Big Stone Lake State Park Snapshot Tour

Welcome to the Big Stone Lake State Park virtual tour! Experience a taste of what this park has to offer as you discover places to fish, boat, swim, hike, and visit historic buildings. Enjoy your virtual tour, and come visit the park in person sometime soon!


Photo of  the modern river valley when Glacial River Warren drained Lake Agassiz.
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Valley View

Long ago, this area was the south end of Glacial Lake Agassiz. Torrents of water cut the valley when Glacial River Warren drained Lake Agassiz. Established in 1961, Big Stone Lake State Park consists of three distinct units: the Meadowbrook Area, the Overlook Area, and the Bonanza Area.


Photo of a beautiful shoreline of Big Stone Lake.
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Picnic Area

Pack a picnic lunch and enjoy a beautiful view of Big Stone Lake. The lake is 26 miles long and the source of the Minnesota River.


Photo of a trail through the oak basswood forest within the park.
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Bonanza Trail

Stretch your legs and hike this trail between the Bonanza Boat Launch and the Bonanza Educational Center.  You’ll pass through unique oak basswood forest along the way.


Photo of views of Big Stone Lake from the group camp area.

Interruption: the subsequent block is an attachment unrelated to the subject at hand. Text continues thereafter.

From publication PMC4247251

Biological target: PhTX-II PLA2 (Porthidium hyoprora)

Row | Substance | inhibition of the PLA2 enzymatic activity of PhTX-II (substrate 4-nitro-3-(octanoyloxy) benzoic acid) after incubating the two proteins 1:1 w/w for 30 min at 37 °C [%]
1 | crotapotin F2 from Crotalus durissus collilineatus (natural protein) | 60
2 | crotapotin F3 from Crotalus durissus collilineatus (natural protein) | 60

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Group Camp

Enjoy stunning views of Big Stone Lake during your next family reunion or scout get-together. This rustic group camp, within the Bonanza Area of the park, provides space to set up several tents. Picnic tables and a fire ring are provided, and a vault toilet is located nearby. Campers will need to carry their belongings into the site, a distance of less than 100 yards from the parking area.


View of woods called the Bonanza Area within the park.
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Oak Basswood Forest

The Bonanza Area of the park contains beautiful oak basswood forest. Beneath the trees, sunlight creates a dappled forest floor.


Photo of the Bonanza Educational Center which houses interpretive displays.
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Bonanza Educational Center

The Bonanza Educational Center houses interpretive displays that showcase the area’s natural and cultural history. The center is leased by a non-profit group and is open to the public by appointment only.


Photo of the boat launch located in the Bonanza area of the park.
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Bonanza Boat Launch

The park has boat landings at the Meadowbrook and Bonanza areas, giving access to both the northern and southern ends of the lake. Wooden docks serve as a great place to fish. If you are lucky, you may catch a bluegill, walleye, or northern pike.


Photo of the Bonanza Trail winding through trees along the lakeshore.
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Oak Savanna Woodland

Part of the Bonanza Trail runs along the shoreline of Big Stone Lake through oak savanna woodland.


Photo showing a view from a rest stop with Big Stone Lake below.
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Overlook Area

This small rest stop offers a magnificent view of Big Stone Lake and the surrounding landscapes.


Photo of the park office located in the Meadowbrook Area.